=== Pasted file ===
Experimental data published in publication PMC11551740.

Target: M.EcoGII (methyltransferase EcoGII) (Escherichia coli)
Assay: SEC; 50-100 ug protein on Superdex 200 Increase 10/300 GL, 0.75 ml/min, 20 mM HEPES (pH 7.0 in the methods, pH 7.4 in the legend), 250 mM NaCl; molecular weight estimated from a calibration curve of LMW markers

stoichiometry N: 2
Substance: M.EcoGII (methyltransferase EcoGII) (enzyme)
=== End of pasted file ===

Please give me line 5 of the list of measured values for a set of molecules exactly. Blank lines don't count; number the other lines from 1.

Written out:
Substance: M.EcoGII (methyltransferase EcoGII) (enzyme)